What’s that? Cannes Lions is introducing a new category this year? More than one, you say? Yawn. It’s become expected. Each year, Cannes announces a new award or several. New Lions to honor this segment or that. "If there’s an awards show category in it, Cannes will find it," chuckled one creative director.
It’s easy to get cynical about the moneymaking machine that has become the awards show business, particularly the premiere global festival on the French Riviera. The yachts, the parties, the celebrities, the excess. In the midst of all the fanfare, the festival’s purist purpose often gets lost: to celebrate the industry’s best, to inspire and set standards.
The perpetually growing awards show, which began more than 60 years ago to honor cinema ads, now boasts 21 different category competitions. Among the 40,133 pieces of communication that will be competing for all those shiny statues next week is a selection of 166 entries in a new category attempting to undo what advertising itself has helped create: gender stereotypes. You know, the beer babes, the hapless dads, the doting grandmas and industrious homemaker wives.
The Glass Lion: The Lion for Change will honor the work that challenges gender bias and shatters stereotypes. Created at the suggestion of Sheryl Sandberg, the award is being supported by the Facebook COO’s LeanIn.org. Outspoken change agent Cindy Gallop, founder of IfWeRanTheWorld, MakeLoveNotPorn and former chair of BBH New York, is leading the inaugural jury. And smartly, the festival is donating all proceeds from the award to a charity chosen by delegates.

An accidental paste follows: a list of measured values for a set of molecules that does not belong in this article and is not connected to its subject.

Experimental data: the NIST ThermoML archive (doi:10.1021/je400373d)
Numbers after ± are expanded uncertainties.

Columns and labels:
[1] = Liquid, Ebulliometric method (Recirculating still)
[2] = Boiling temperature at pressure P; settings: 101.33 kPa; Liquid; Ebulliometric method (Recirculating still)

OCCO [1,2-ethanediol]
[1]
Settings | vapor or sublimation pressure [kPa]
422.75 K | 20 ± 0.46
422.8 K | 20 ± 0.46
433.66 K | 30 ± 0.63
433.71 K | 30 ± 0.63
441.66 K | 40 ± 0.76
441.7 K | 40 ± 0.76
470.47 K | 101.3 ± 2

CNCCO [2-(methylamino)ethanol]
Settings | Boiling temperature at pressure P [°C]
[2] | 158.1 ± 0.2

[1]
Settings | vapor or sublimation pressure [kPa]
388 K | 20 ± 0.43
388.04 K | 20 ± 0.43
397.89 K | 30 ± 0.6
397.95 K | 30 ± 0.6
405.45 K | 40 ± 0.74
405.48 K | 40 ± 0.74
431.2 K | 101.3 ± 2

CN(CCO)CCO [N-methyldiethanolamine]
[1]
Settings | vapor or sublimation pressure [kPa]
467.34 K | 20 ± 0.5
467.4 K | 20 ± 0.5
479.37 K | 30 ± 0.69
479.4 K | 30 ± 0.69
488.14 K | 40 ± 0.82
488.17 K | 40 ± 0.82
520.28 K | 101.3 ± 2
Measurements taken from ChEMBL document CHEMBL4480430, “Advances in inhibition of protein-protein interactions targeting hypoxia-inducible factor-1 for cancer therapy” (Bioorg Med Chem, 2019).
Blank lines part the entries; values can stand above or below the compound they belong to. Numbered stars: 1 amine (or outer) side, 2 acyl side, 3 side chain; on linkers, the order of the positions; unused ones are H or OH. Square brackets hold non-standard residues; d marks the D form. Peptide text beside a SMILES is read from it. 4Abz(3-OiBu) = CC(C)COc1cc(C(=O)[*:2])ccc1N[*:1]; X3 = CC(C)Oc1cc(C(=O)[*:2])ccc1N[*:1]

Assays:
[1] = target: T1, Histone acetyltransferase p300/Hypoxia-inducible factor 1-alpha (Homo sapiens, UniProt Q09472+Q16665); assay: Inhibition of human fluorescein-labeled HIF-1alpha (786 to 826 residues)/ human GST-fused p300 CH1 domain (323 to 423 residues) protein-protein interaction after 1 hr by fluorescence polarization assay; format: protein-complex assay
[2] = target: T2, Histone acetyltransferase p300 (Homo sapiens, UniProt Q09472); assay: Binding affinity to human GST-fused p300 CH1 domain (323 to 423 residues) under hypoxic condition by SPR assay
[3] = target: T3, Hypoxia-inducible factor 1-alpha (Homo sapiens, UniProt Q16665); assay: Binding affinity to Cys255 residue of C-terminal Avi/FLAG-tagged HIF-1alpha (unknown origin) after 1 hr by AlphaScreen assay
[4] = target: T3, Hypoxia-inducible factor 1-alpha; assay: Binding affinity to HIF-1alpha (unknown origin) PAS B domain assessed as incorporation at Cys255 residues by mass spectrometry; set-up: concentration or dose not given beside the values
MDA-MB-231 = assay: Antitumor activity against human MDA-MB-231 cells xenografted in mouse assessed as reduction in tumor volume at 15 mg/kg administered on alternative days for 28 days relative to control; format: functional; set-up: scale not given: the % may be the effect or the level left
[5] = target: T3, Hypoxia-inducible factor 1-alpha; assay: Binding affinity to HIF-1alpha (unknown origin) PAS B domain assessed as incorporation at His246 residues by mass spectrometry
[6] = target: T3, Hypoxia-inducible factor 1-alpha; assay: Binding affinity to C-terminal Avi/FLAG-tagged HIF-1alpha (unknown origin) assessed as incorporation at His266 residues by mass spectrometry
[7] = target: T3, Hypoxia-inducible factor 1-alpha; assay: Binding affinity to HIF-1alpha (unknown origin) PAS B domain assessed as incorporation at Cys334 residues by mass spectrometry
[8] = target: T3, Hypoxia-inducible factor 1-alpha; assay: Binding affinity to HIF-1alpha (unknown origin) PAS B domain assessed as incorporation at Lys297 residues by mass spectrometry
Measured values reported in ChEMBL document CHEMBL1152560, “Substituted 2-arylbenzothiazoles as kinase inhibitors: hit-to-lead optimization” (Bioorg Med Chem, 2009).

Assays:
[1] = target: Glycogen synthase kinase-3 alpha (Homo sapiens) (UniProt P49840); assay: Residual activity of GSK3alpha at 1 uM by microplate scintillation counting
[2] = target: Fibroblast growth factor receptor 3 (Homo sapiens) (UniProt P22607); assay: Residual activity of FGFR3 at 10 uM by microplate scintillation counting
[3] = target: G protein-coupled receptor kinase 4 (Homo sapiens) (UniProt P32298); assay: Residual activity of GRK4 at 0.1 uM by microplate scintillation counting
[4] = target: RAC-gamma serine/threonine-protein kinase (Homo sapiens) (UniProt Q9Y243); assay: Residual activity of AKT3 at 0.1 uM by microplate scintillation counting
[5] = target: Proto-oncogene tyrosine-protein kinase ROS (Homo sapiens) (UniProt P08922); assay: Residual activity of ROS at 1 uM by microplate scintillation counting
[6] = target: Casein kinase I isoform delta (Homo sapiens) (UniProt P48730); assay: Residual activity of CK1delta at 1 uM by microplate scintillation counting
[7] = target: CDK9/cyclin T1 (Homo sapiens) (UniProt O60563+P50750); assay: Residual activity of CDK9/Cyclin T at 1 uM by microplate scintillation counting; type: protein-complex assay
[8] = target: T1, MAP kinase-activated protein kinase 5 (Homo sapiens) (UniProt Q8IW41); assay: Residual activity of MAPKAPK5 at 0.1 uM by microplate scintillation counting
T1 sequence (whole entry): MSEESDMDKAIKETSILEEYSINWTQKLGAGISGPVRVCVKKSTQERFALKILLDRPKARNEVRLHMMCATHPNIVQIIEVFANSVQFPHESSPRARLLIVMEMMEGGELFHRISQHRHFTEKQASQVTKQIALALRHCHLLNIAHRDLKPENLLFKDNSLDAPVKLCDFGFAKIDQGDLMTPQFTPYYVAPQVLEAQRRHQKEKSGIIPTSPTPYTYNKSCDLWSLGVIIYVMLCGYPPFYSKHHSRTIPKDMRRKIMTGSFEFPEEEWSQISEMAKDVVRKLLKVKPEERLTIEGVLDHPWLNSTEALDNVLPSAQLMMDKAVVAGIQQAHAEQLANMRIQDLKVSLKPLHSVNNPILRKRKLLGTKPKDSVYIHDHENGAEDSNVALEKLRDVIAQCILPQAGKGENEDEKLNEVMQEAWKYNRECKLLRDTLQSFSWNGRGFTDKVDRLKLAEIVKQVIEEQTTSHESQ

The entry numbers are small — just 0.4 per cent of all the work competing for prizes next week — but the showcase is significant.
The fact that the Cannes organizers introduced a new Lion to address this type of work points to two things. Progress is being been made, but not enough. The creation of gender stereotype-challenging work is on the rise; Cannes wouldn’t be introducing a new award category if there weren’t enough qualifying ads for it to be viable. And while big award winners of years past like Dove have done a lot to challenge industry norms, a lot of work still has to be done. The hope is that rewarding work that gets it right will inspire more of the same and ultimately create a more positive, gender-neutral media environment.
Of course, the introduction of the Glass Lion is just one of the many different initiatives that will help accomplish that goal. The output of the industry is a reflection of the people inside it and creative leadership is still dominated by white men. While there has been a concerted effort in recent years by the industry at large to correct the gender imbalance, women still only represent about 11% of the creative directors in advertising, an improvement from 3 per cent in 2004, but still just a small fraction considering that women account for 85 per cent of US consumer purchases.
Cannes and other awards organizations have also made a commitment to place more women on the juries that define the industry’s top work. This year at Cannes, women represent more than 30 per cent of the jury members, and six women are leading as jury presidents, more than ever before. The movement has also included stock houses like Getty Images, which has been overhauling its inventory to excise outdated images of gender and include more progressive images of both women and men.
When announcing the creation of the Glass Lion, the festival organizers said that the intent is to evolve the award to address other issues in the future. If the Glass Lion is successful in its goal to create real change, its existence as a gender stereotype-smashing award will no longer be needed. Maybe we will get to the day when gender stereotyping will no longer be a problem in media. But as stereotypes evolve, a new one is always created.